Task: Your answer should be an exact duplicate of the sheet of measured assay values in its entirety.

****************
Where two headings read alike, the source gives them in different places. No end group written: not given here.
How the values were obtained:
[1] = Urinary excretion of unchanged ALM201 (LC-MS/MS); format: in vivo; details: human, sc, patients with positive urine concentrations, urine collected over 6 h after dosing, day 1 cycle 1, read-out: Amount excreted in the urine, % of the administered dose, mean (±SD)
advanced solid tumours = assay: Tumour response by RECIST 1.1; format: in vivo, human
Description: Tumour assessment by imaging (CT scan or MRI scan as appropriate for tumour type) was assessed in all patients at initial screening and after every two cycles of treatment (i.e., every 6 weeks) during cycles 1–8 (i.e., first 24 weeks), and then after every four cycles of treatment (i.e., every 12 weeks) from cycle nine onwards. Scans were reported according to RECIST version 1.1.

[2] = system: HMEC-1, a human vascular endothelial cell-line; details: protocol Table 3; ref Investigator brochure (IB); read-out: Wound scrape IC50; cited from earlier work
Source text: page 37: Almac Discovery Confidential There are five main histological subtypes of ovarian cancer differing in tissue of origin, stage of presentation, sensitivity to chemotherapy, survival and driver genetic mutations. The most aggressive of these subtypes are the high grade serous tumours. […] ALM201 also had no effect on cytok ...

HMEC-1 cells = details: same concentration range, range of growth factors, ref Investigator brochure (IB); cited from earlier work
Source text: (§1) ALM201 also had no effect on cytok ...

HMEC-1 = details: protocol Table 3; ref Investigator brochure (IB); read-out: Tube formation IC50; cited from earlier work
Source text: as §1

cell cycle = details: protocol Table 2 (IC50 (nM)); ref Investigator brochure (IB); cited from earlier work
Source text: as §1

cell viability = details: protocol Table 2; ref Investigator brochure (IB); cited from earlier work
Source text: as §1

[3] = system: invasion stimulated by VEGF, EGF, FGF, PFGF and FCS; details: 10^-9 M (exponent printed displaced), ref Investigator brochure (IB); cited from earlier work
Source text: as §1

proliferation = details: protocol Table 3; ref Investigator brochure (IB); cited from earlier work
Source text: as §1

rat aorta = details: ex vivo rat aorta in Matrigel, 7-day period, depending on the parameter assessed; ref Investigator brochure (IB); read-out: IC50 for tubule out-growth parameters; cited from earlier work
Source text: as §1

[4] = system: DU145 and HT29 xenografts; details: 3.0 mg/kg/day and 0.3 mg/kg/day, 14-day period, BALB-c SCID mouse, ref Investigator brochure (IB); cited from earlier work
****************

Where two headings read alike, the source gives them in different places. No end group written: not given here.
How the values were obtained:
[1] = Urinary excretion of unchanged ALM201 (LC-MS/MS); format: in vivo; details: human, sc, patients with positive urine concentrations, urine collected over 6 h after dosing, day 1 cycle 1, read-out: Amount excreted in the urine, % of the administered dose, mean (±SD)
advanced solid tumours = assay: Tumour response by RECIST 1.1; format: in vivo, human
Description: Tumour assessment by imaging (CT scan or MRI scan as appropriate for tumour type) was assessed in all patients at initial screening and after every two cycles of treatment (i.e., every 6 weeks) during cycles 1–8 (i.e., first 24 weeks), and then after every four cycles of treatment (i.e., every 12 weeks) from cycle nine onwards. Scans were reported according to RECIST version 1.1.

[2] = system: HMEC-1, a human vascular endothelial cell-line; details: protocol Table 3; ref Investigator brochure (IB); read-out: Wound scrape IC50; cited from earlier work
Source text: page 37: Almac Discovery Confidential There are five main histological subtypes of ovarian cancer differing in tissue of origin, stage of presentation, sensitivity to chemotherapy, survival and driver genetic mutations. The most aggressive of these subtypes are the high grade serous tumours. […] ALM201 also had no effect on cytok ...

HMEC-1 cells = details: same concentration range, range of growth factors, ref Investigator brochure (IB); cited from earlier work
Source text: (§1) ALM201 also had no effect on cytok ...

HMEC-1 = details: protocol Table 3; ref Investigator brochure (IB); read-out: Tube formation IC50; cited from earlier work
Source text: as §1

cell cycle = details: protocol Table 2 (IC50 (nM)); ref Investigator brochure (IB); cited from earlier work
Source text: as §1

cell viability = details: protocol Table 2; ref Investigator brochure (IB); cited from earlier work
Source text: as §1

[3] = system: invasion stimulated by VEGF, EGF, FGF, PFGF and FCS; details: 10^-9 M (exponent printed displaced), ref Investigator brochure (IB); cited from earlier work
Source text: as §1

proliferation = details: protocol Table 3; ref Investigator brochure (IB); cited from earlier work
Source text: as §1

rat aorta = details: ex vivo rat aorta in Matrigel, 7-day period, depending on the parameter assessed; ref Investigator brochure (IB); read-out: IC50 for tubule out-growth parameters; cited from earlier work
Source text: as §1

[4] = system: DU145 and HT29 xenografts; details: 3.0 mg/kg/day and 0.3 mg/kg/day, 14-day period, BALB-c SCID mouse, ref Investigator brochure (IB); cited from earlier work